Among its many attractions, India boasts the golf course that is situated at the highest elevation of any in the world, the Gulmarg Golf Club, nestled at 8,694 feet above sea level. Around 200 clubs are now open for play across the country, with more in the planning stages. Noteworthy newer courses include Bombay Presidency, Golden Greens and Tollygunge.
India was ruled by England beginning in the mid-1700s, which is why the country was the first outside Britain, Ireland and Scotland where golf was played. Thus the Royal Calcutta Golf Club was established in 1829, over a quarter century before the first course had been constructed on the Continent. Other clubs sprang up in Mumbai and Bengaluru in the decades that followed, and by 1900 another ten or so had been founded. Royal Calcutta oversaw the game under the auspices of St Andrews, essentially making it the equivalent to the Royal and Ancient in India. Finally, in 1955, after the country regained its sovereignty from England, the game came under the control of the Indian Golf Union.
But the real growth in the game here has come in the past few decades with the steady increase in India's economic power. New courses are now being constructed, though not at the same furious pace as in China in recent decades. In terms of competitions, the inaugural Indian Open Championship was staged in 1964, in which Australia's Peter Thomson, then the top golfer outside the US, emerged victorious. The establishment of a new Professional Golf Tour of India in 2006 has further strengthened the sport here.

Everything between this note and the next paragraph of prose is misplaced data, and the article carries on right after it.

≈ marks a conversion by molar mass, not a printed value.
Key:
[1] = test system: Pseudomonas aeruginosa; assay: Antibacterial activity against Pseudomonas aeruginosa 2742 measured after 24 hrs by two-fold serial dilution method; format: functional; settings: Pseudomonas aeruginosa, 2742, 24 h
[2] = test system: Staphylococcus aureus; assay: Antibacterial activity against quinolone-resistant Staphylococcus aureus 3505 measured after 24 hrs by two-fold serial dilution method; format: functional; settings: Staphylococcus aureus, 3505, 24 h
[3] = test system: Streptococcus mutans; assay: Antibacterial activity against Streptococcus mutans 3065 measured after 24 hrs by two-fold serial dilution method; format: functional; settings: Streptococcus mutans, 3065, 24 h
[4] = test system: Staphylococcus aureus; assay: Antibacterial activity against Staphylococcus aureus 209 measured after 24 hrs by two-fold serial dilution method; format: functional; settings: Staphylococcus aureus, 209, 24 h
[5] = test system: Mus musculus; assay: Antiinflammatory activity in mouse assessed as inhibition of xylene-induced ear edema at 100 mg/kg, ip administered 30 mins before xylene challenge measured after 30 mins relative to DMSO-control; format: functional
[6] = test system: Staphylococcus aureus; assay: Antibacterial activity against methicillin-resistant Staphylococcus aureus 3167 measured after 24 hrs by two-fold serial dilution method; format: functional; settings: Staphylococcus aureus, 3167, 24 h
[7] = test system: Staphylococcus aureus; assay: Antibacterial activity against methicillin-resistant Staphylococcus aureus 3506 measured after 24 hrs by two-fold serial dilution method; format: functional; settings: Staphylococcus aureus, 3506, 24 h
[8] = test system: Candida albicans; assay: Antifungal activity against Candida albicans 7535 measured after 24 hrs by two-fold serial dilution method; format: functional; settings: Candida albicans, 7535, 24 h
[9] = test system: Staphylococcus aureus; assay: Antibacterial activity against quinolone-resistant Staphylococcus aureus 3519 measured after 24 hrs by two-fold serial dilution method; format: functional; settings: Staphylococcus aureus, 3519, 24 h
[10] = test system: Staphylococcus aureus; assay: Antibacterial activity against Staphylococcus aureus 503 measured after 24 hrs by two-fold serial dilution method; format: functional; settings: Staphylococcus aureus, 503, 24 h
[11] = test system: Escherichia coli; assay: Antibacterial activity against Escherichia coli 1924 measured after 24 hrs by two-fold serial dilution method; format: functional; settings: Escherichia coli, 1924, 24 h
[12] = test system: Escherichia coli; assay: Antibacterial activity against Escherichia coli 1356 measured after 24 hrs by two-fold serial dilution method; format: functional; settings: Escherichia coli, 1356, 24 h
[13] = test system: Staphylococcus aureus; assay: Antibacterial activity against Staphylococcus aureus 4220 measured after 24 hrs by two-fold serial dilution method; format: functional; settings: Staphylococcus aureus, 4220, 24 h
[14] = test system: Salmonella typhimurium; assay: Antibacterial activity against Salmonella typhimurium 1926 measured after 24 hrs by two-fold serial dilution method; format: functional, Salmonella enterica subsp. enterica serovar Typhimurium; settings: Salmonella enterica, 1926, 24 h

Indeed, it was not until the 2000s that an Indian player earned a place on the world stage. Jeev Milka Singh, whose father is a former Olympic hurdler known as "The Flying Sikh," has emerged as a major contender, with victories in every major golf arena except the US. Anirban Lahiri, the young Indian golf prodigy, is taking Jeev’s place as a booster of golf in India and Asia.